Stanley H. Stone

June 17, 2022

Dear ASYV Family,

Each week, I begin this message with “Dear Family,” for I truly believe we are a family; that it is our collective responsibility and sacred duty to remember those brothers and sisters lost during the Shoah and to educate the next generations about its meanings and lessons as they relate to today.

For three decades, Zoya Pisarenko has been part of the Yad Vashem/ASYV family, serving as Director of Finance. More than a year ago, she shared her plans to step down. If you know Zoya and her commitment to Yad Vashem/ASYV, you will understand that she wanted ASYV to have a seamless transition. Zoya began her tenure with ASYV as Eli Zborowski’s, A’H, assistant. There was no task that Zoya did not do to further the mission of Yad Vashem/ASYV. Over the years, she grew into the position of Director of Finance. Despite moving up the ladder, Zoya remained the go-to logistics person in the office. Her practical “let’s solve this” approach ensured that everything ran smoothly from office operations to events. Her goal has always been to further Yad Vashem/ASYV’s mission. It will be hard to imagine what ASYV will be like when Zoya completes her dedicated service at the end of the month.

This week’s Torah portion, Behaalotekha, opens with Aaron expressing his disappointment at not contributing to the dedication of the Tabernacle as the other tribal leaders had. G-d reassures him that while he did not provide an object for dedication, he was given the responsibility to light the Menorah in the Tabernacle every day. The Rebbe of Modzitz notes that the Menorah, which was made from a single block of gold, represents unity and togetherness. By lighting the Menorah every day, Aaron brings people together and reminds them of their shared purpose. Like Aaron, Zoya has been behind the scenes bringing people together through ASYV. Thank you, Zoya, for your dedication and selflessness on behalf of Yad Vashem and ASYV. We wish you and your husband, Yefim, all the best as you embark on your next chapter.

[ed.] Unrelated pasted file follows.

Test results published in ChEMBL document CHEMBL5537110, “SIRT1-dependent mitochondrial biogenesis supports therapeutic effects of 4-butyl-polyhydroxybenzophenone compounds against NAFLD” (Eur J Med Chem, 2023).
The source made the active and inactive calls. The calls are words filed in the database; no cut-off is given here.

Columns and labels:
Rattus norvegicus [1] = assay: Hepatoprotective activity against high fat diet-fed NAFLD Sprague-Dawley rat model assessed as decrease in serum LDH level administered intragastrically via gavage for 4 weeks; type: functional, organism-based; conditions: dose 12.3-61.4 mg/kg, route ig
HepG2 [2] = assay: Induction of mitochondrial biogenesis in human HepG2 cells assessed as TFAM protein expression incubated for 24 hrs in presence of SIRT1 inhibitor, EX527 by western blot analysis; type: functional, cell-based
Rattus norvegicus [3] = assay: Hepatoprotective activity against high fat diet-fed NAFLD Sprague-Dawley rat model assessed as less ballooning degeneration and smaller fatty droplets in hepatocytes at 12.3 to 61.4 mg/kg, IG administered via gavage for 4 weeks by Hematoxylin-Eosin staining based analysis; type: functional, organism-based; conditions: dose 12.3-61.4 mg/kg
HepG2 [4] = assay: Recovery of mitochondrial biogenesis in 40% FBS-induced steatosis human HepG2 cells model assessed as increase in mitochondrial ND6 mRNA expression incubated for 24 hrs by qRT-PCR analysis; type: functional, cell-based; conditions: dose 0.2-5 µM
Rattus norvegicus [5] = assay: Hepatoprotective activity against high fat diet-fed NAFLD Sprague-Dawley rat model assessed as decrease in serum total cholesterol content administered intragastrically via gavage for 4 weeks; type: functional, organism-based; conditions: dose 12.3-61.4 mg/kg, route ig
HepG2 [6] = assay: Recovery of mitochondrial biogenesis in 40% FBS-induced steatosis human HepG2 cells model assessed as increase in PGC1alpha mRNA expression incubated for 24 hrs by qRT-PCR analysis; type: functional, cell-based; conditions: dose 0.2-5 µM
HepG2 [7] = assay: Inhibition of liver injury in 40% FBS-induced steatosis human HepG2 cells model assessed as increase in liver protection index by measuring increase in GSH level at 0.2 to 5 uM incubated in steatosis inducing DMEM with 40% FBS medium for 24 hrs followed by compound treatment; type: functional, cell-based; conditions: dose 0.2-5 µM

Shabbat Shalom,

Stanley H. Stone

Executive Director

 

June 10, 2022

Dear ASYV Family,

This has been a newsworthy week for Yad Vashem. It began with a tribute in the New York Times to Andree Geulen, a Righteous Among the Nations (RAN), who passed away at 100 years old. Ms. Geulen was a young Belgian teacher at an all-girls school in Brussels in the 1940s when her Jewish students were told that they had to sew yellow stars onto their uniforms, but one of the antisemitic decrees by the occupying Germans to identify and isolate Jews. In response, Ms. Geulen, in a show of solidarity, had all the girls in the class – Jews and non-Jews alike, put aprons on over their uniforms. As the war progressed, Ms. Geulen volunteered to help a clandestine group, the Committee for the Defense of Jews, dedicated to bringing Jewish children out of harm’s way. She was credited with saving 300 to 400 Jewish children ranging from newborns to teenagers. May her memory be a blessing.

And just yesterday, there was a historic meeting between Pope Francis and Dani Dayan, Chairman of Yad Vashem. While Pope Francis visited Yad Vashem (in 2014), as did his two predecessors (Popes John Paul II and Benedictus XVI), it was the first time a Yad Vashem Chairman had a private audience at the Vatican. The meeting focused on the critical importance of Holocaust remembrance in our contemporary world and on the ways in which the Church can contribute to meaningful and accurate remembrance.

These two events clearly illustrate the key role that Yad Vashem plays on the international stage as the World Holocaust Remembrance Center. It is only Yad Vashem that can confer the honor of Righteous Among the Nations. The private audience with Pope Francis ascribes to the esteem in which Yad Vashem is held.

As always, thank you for your continued interest and partnership. It is through your support that we ensure the memory of Andree Geulen and other RAN and keep Holocaust education and commemoration in the forefront of our collective priorities.